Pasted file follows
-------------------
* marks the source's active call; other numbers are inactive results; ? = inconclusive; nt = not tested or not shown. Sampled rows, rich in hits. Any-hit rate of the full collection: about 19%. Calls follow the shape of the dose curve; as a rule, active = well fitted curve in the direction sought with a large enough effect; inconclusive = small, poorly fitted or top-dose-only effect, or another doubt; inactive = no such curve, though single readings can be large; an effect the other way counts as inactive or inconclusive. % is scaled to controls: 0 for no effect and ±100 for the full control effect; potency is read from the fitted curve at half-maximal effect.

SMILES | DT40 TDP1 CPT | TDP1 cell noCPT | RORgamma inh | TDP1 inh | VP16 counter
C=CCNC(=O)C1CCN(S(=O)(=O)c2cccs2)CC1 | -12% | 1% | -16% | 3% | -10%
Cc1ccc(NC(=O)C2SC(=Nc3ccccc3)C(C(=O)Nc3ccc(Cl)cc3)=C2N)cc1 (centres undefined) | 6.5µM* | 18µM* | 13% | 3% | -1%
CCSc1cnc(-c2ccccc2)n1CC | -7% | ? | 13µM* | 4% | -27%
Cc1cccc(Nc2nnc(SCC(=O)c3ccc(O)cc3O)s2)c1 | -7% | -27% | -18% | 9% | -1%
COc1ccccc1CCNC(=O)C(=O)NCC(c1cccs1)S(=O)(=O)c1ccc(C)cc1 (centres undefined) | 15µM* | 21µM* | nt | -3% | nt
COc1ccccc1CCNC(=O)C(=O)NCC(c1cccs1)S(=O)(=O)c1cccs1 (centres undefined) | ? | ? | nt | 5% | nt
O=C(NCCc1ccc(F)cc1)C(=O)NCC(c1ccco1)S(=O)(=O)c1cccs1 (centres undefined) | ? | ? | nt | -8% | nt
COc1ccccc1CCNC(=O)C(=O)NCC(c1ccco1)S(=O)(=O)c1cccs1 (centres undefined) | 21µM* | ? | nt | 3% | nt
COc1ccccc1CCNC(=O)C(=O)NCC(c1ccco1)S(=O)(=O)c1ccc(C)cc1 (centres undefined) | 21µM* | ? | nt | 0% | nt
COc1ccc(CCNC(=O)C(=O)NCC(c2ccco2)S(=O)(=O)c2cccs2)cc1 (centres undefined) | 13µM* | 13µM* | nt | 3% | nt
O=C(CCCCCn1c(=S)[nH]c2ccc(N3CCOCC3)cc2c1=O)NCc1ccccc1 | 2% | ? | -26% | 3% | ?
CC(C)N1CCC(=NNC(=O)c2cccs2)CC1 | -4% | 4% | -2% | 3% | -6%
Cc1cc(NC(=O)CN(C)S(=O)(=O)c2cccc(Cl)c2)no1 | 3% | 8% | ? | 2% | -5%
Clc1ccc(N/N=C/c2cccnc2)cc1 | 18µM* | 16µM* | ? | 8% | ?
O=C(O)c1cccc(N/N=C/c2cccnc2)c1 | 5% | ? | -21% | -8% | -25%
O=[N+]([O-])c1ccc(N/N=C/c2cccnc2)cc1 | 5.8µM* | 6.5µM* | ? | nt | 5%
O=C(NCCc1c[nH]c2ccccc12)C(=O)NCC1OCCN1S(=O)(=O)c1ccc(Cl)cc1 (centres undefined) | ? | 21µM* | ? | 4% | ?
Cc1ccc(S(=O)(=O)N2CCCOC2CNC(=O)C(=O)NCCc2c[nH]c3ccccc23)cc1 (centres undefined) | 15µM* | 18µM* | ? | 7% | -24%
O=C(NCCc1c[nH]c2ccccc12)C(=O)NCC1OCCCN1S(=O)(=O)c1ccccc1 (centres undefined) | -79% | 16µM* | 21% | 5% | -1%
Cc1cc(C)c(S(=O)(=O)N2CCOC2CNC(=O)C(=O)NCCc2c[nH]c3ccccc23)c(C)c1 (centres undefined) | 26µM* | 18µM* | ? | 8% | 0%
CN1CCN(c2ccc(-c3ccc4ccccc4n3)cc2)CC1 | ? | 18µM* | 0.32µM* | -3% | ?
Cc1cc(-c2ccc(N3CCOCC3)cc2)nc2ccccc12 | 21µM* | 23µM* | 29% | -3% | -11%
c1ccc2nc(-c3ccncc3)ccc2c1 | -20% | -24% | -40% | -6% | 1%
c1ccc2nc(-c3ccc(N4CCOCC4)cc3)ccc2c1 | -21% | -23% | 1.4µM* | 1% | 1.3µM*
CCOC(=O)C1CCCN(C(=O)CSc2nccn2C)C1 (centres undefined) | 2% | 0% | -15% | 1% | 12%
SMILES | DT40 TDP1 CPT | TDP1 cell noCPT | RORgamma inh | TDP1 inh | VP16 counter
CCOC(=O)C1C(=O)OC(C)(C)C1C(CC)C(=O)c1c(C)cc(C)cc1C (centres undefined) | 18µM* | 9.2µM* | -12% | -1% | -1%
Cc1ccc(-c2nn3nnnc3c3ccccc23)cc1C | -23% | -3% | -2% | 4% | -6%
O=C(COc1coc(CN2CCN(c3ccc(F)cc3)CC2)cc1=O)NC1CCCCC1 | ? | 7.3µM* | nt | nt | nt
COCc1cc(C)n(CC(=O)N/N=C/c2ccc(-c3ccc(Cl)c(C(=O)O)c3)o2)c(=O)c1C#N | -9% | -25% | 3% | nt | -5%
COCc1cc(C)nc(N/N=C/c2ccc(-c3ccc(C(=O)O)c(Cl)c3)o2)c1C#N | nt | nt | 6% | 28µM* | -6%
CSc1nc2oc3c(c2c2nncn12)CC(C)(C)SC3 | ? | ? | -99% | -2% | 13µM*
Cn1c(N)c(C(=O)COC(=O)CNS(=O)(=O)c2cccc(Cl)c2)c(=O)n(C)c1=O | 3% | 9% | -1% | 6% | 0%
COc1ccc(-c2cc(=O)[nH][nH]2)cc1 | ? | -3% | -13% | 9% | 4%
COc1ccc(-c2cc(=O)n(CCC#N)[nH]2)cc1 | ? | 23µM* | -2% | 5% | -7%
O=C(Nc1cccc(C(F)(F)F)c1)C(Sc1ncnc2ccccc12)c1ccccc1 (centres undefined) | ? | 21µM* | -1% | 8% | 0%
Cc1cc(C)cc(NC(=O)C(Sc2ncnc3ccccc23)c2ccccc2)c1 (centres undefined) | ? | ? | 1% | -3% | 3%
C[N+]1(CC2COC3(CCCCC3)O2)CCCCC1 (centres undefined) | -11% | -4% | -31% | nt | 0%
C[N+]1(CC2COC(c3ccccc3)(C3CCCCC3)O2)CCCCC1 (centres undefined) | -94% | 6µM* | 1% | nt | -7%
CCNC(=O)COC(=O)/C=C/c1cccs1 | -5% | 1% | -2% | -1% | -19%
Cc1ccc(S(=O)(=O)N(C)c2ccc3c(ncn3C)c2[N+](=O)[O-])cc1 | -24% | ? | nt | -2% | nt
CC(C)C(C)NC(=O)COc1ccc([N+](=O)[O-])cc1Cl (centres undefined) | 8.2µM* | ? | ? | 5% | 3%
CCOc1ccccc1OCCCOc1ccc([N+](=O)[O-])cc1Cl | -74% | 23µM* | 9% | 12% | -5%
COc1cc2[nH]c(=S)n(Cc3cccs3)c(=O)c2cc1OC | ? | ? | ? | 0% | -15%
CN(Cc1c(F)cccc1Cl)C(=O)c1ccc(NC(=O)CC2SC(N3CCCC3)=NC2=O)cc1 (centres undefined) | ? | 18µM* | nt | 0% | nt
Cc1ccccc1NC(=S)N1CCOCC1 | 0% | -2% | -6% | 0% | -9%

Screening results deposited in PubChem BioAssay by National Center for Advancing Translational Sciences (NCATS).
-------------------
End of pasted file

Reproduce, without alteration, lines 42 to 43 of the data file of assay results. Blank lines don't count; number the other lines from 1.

CCNC(=O)COC(=O)/C=C/c1cccs1 | -5% | 1% | -2% | -1% | -19%
Cc1ccc(S(=O)(=O)N(C)c2ccc3c(ncn3C)c2[N+](=O)[O-])cc1 | -24% | ? | nt | -2% | nt